The inlet conduit communicates with a damping chamber, which is embodied as a hollow space in the housing of the fuel injection valve. Between the inlet conduit and the damping chamber there is a throttle, so that the fuel flowing out of theinlet conduit into the damping chamber, or in the opposite direction, must overcome the resistance of the throttle, and consequently the flowing motion is damped. If pressure changes occur in the inlet conduit, of the kind caused for instance by theopening or closing of the control valve or the valve member, then a higher or lower fuel pressure than in the damping chamber prevails in the inlet conduit. Because of this pressure gradient, fuel will flow through the throttle either from the inletconduit into the damping chamber or from the damping chamber into the inlet conduit and thus bring about a pressure equalization between the damping chamber and the inlet conduit. Since the fuel flowing back and forth then must pass through thethrottle, these flowing motions are damped by friction losses at the throttle, so that very quickly, these pressure fluctuations fade and a static pressure level in the inlet conduit is reached.

In an advantageous feature of the subject of the invention, the damping chamber is embodied as a blind bore in the housing of the fuel injection valve. The throttle is embodied near the inlet conduit, in the communication between the inletconduit and the damping chamber, in order to achieve an optimal damping effect. Because the damping chamber is embodied as a blind bore, the damping chamber in the housing is simple and economical to produce.

In another advantageous feature, more than one throttle is disposed in the housing, forming a communication from the damping chamber to the inlet conduit. As a result, the damping action of the throttles can be boosted, and by way of variousthrottles, better adaptation to the requirements of the fuel injection valve can be made.

BRIEF DESCRIPTION OF THE DRAWINGS

Further advantages and advantageous features of the subject of the invention can be learned from the description contained herein below, taken in conjunction with the drawings, in which:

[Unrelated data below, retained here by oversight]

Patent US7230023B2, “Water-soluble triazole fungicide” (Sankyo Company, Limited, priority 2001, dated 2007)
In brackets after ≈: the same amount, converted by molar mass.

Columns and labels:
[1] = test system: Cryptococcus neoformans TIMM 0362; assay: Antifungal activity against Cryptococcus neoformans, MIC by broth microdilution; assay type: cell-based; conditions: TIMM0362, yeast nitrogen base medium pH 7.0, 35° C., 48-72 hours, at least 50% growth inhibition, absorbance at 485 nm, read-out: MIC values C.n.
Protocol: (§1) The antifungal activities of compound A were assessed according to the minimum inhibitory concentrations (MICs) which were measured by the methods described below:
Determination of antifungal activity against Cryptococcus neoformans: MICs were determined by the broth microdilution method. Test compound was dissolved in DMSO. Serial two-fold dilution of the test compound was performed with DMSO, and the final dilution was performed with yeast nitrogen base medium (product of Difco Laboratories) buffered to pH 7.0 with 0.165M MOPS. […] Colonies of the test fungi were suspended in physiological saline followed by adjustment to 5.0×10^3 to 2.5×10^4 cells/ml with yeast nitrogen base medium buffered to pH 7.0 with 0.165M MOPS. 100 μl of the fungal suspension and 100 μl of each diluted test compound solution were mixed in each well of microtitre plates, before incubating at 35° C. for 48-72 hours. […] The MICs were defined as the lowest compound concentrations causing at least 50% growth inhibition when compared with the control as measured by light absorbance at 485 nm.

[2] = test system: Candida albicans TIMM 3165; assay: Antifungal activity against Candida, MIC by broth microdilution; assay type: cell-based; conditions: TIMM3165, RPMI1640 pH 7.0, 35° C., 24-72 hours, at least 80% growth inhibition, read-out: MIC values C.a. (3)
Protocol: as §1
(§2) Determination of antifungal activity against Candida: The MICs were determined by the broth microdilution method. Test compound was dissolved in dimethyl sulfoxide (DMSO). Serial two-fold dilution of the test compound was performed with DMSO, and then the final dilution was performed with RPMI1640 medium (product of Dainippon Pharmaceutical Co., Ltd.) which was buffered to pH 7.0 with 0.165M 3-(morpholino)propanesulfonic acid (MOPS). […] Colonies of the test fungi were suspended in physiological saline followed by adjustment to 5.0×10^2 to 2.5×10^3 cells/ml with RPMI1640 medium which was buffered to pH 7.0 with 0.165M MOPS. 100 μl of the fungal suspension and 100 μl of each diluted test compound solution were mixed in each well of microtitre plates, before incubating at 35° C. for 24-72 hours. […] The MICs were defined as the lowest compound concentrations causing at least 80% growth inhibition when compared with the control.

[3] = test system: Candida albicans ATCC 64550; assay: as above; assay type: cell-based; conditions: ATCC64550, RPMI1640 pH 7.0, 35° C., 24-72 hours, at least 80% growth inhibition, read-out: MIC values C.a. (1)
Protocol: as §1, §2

FIG. 1 shows a fuel injection valve in longitudinal section, together with the high-pressure fuel supply system that is shown schematically; and

FIG. 2 is a cross section through the fuel injection valve, taken along the line II--II of FIG. 1.

DESCRIPTION OF THE PREFERRED EMBODIMENTS

In FIG. 1, a longitudinal section through a fuel injection valve of the invention is shown, along with the schematically shown high-pressure fuel supply system. The fuel injection valve has a housing 12, which includes a valve holding body 15, avalve body 32, and a control valve body 21. Toward the combustion chamber, the valve body 32 is disposed in the engine, and the combustion chamber adjoins it, on the side remote from the valve holding body 15. The valve body 32 and the valve holdingbody 15 are braced against one another by means of a lock nut, not shown in the drawing for the sake of simplicity. The control valve body 21 is disposed on the side of the valve holding body 15 remote from the combustion chamber, and both bodies reston the end faces facing one another. The control valve body 21 is braced against the valve holding body 15 by a device not shown in the drawing, so that a sealing communication between the fuel conduits extending in both bodies is possible.